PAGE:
Roadmap to 2050 – A recommended future Danish energy system and guidelines for policy changes

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Jannick H. Buhl, Asbjørn Z. Hegelund and Mikkel B. Simonsen

Master Thesis – Energy Technology - 2017

Denmark is committed to the fight against climate change on both national and international levels. The country has a long-term target of becoming a low emission society by 2050, also defined as a highly resource efficient society. We argue in this report that there is an urgent need for policy-makers to decide on a common strategy for the future energy system development in both the short- and long-term.

In this report, we use a partial equilibrium energy system model called TIMES-DK to investigate the expected development of the Danish energy system under a Frozen Policy scenario, i.e. with no changes to the existing regulatory framework. Based on this analysis, we estimate that the energy system will remain responsible for around 15 million ton of CO2 emissions per year in 2050, thereby not achieving the 2050 target. This emission level corresponds to a reduction of 72 % compared to 1990 level.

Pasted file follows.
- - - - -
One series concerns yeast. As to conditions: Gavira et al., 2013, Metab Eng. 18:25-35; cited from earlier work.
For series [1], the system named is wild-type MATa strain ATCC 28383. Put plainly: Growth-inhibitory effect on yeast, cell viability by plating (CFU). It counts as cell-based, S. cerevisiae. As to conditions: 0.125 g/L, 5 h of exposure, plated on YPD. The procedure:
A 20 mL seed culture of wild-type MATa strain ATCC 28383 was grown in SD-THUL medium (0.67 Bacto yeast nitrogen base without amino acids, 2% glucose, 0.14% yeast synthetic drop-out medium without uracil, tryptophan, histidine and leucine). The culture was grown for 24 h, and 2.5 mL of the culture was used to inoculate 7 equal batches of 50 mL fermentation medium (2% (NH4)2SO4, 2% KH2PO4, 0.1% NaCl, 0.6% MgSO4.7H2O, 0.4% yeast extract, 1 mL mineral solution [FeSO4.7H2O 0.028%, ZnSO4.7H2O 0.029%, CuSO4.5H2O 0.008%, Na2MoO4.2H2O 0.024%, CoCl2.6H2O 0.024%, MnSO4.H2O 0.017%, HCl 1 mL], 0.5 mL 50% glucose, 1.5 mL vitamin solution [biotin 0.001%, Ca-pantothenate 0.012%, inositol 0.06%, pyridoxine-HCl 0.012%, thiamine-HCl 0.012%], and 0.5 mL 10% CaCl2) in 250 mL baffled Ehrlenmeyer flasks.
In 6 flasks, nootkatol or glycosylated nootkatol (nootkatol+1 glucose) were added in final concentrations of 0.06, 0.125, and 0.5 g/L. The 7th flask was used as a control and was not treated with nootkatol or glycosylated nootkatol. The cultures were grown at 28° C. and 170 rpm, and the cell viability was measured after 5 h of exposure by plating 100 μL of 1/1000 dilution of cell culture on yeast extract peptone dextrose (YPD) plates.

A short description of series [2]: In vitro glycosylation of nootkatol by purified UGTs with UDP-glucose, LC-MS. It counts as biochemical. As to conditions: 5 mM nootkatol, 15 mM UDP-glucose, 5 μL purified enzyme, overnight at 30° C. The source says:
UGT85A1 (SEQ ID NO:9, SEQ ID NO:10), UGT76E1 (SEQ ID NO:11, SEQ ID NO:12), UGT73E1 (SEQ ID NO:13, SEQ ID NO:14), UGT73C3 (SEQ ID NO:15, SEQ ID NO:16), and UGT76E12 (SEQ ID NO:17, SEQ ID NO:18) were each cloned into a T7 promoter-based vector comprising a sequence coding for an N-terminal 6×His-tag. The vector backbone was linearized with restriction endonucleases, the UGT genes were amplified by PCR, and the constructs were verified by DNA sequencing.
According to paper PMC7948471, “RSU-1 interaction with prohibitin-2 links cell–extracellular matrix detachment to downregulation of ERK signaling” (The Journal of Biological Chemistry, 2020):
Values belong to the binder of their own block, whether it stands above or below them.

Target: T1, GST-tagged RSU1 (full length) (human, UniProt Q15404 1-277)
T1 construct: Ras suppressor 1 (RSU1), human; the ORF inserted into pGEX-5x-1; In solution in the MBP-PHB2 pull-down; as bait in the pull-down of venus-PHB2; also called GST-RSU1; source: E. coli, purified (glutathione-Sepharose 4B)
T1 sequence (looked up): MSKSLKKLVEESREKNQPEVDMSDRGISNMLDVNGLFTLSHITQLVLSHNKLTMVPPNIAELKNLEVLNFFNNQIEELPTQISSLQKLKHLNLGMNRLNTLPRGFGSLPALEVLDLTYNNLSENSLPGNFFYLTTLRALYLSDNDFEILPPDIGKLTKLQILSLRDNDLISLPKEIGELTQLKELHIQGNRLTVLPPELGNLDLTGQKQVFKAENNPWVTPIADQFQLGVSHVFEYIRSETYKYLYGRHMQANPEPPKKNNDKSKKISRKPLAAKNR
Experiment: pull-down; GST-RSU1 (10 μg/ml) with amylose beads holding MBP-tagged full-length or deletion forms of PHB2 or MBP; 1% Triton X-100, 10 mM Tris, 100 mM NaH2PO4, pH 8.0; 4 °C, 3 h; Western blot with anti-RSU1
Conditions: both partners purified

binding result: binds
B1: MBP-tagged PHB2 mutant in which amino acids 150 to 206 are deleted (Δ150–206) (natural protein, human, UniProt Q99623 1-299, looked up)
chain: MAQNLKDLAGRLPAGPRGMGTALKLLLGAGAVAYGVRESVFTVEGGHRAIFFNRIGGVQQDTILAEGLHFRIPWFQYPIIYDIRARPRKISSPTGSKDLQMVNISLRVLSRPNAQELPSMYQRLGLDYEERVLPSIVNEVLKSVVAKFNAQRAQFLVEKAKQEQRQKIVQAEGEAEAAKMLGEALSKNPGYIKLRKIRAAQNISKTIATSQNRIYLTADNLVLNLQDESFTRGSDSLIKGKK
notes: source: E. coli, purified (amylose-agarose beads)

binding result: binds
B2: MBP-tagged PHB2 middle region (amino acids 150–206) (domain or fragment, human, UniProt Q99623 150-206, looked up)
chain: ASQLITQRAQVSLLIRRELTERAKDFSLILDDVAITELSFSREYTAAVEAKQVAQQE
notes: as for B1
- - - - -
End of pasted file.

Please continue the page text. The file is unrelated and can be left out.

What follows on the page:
We proceed to construct a recommended energy system for 2050 using TIMES-DK, which is in compliance with the 2050 target. This is called the R2050 scenario. We recommend an energy system characterized by a large degree of electrification across all sectors, where especially electric heat pumps and hybrid plug-in vehicles play a key role. Electricity should be produced from intermittent renewable energy sources, district- and residential heating should be produced by heat pumps and solar heating, and the transport- and industry sectors should use biofuels and electricity.
Lastly, we provide recommendations for policy changes, which can guide Denmark in the direction of the R2050 scenario, and hence a full compliance with the 2050 target. We identify 8 changes, which combined is expected to increase the capacity of offshore wind, increase domestic production of biofuels, transition the heating sector towards electric heat pumps and excess heat, and convert the entire transport sector to electricity and biofuels.

Collaboration partners
Energy Systems Analysis Group at DTU Management Engineering

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